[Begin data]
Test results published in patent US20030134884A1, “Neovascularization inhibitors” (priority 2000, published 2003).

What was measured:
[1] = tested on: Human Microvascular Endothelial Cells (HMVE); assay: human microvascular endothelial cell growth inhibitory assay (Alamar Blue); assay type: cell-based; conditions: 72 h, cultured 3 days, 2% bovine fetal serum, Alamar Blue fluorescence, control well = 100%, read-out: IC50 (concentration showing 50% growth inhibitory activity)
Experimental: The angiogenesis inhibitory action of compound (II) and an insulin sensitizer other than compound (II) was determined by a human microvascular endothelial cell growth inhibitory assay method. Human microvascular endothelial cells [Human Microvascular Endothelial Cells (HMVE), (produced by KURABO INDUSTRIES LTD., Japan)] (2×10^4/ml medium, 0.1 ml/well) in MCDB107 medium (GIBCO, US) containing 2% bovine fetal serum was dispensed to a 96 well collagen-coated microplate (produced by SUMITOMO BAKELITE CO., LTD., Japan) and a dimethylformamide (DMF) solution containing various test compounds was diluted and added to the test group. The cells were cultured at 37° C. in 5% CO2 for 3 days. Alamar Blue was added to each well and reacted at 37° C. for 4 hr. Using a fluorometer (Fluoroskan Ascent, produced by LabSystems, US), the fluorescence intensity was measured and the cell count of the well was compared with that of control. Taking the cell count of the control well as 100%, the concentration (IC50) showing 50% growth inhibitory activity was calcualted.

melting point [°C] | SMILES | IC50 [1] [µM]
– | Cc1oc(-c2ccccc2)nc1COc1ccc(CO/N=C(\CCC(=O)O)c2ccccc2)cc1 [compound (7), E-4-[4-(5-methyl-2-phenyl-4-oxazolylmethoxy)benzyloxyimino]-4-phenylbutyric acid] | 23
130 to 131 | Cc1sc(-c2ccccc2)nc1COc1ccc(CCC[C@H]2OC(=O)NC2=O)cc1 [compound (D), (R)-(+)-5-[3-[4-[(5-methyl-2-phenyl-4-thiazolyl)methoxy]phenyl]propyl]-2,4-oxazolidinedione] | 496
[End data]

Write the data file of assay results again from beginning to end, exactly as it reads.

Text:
Test results published in patent US20030134884A1, “Neovascularization inhibitors” (priority 2000, published 2003).

What was measured:
[1] = tested on: Human Microvascular Endothelial Cells (HMVE); assay: human microvascular endothelial cell growth inhibitory assay (Alamar Blue); assay type: cell-based; conditions: 72 h, cultured 3 days, 2% bovine fetal serum, Alamar Blue fluorescence, control well = 100%, read-out: IC50 (concentration showing 50% growth inhibitory activity)
Experimental: The angiogenesis inhibitory action of compound (II) and an insulin sensitizer other than compound (II) was determined by a human microvascular endothelial cell growth inhibitory assay method. Human microvascular endothelial cells [Human Microvascular Endothelial Cells (HMVE), (produced by KURABO INDUSTRIES LTD., Japan)] (2×10^4/ml medium, 0.1 ml/well) in MCDB107 medium (GIBCO, US) containing 2% bovine fetal serum was dispensed to a 96 well collagen-coated microplate (produced by SUMITOMO BAKELITE CO., LTD., Japan) and a dimethylformamide (DMF) solution containing various test compounds was diluted and added to the test group. The cells were cultured at 37° C. in 5% CO2 for 3 days. Alamar Blue was added to each well and reacted at 37° C. for 4 hr. Using a fluorometer (Fluoroskan Ascent, produced by LabSystems, US), the fluorescence intensity was measured and the cell count of the well was compared with that of control. Taking the cell count of the control well as 100%, the concentration (IC50) showing 50% growth inhibitory activity was calcualted.

melting point [°C] | SMILES | IC50 [1] [µM]
– | Cc1oc(-c2ccccc2)nc1COc1ccc(CO/N=C(\CCC(=O)O)c2ccccc2)cc1 [compound (7), E-4-[4-(5-methyl-2-phenyl-4-oxazolylmethoxy)benzyloxyimino]-4-phenylbutyric acid] | 23
130 to 131 | Cc1sc(-c2ccccc2)nc1COc1ccc(CCC[C@H]2OC(=O)NC2=O)cc1 [compound (D), (R)-(+)-5-[3-[4-[(5-methyl-2-phenyl-4-thiazolyl)methoxy]phenyl]propyl]-2,4-oxazolidinedione] | 496